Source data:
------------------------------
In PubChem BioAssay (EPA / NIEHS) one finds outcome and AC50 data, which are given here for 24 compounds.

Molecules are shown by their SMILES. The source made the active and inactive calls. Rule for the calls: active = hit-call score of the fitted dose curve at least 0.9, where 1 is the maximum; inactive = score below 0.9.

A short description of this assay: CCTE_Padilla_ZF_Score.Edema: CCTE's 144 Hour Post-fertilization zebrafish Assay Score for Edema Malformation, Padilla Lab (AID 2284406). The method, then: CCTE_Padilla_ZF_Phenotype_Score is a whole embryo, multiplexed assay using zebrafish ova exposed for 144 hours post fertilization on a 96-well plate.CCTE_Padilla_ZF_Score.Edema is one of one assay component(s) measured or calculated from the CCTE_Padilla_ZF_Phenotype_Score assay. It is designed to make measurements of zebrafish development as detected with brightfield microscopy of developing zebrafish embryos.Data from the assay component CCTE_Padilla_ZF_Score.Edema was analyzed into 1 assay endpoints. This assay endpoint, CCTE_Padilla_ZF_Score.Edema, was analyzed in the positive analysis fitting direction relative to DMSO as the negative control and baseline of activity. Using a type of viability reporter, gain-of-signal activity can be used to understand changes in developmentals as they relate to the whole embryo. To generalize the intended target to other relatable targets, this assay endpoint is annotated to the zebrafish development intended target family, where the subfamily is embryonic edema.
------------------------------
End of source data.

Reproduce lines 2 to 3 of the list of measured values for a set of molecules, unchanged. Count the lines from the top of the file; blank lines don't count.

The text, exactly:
Molecules are shown by their SMILES. The source made the active and inactive calls. Rule for the calls: active = hit-call score of the fitted dose curve at least 0.9, where 1 is the maximum; inactive = score below 0.9.

A short description of this assay: CCTE_Padilla_ZF_Score.Edema: CCTE's 144 Hour Post-fertilization zebrafish Assay Score for Edema Malformation, Padilla Lab (AID 2284406). The method, then: CCTE_Padilla_ZF_Phenotype_Score is a whole embryo, multiplexed assay using zebrafish ova exposed for 144 hours post fertilization on a 96-well plate.CCTE_Padilla_ZF_Score.Edema is one of one assay component(s) measured or calculated from the CCTE_Padilla_ZF_Phenotype_Score assay. It is designed to make measurements of zebrafish development as detected with brightfield microscopy of developing zebrafish embryos.Data from the assay component CCTE_Padilla_ZF_Score.Edema was analyzed into 1 assay endpoints. This assay endpoint, CCTE_Padilla_ZF_Score.Edema, was analyzed in the positive analysis fitting direction relative to DMSO as the negative control and baseline of activity. Using a type of viability reporter, gain-of-signal activity can be used to understand changes in developmentals as they relate to the whole embryo. To generalize the intended target to other relatable targets, this assay endpoint is annotated to the zebrafish development intended target family, where the subfamily is embryonic edema.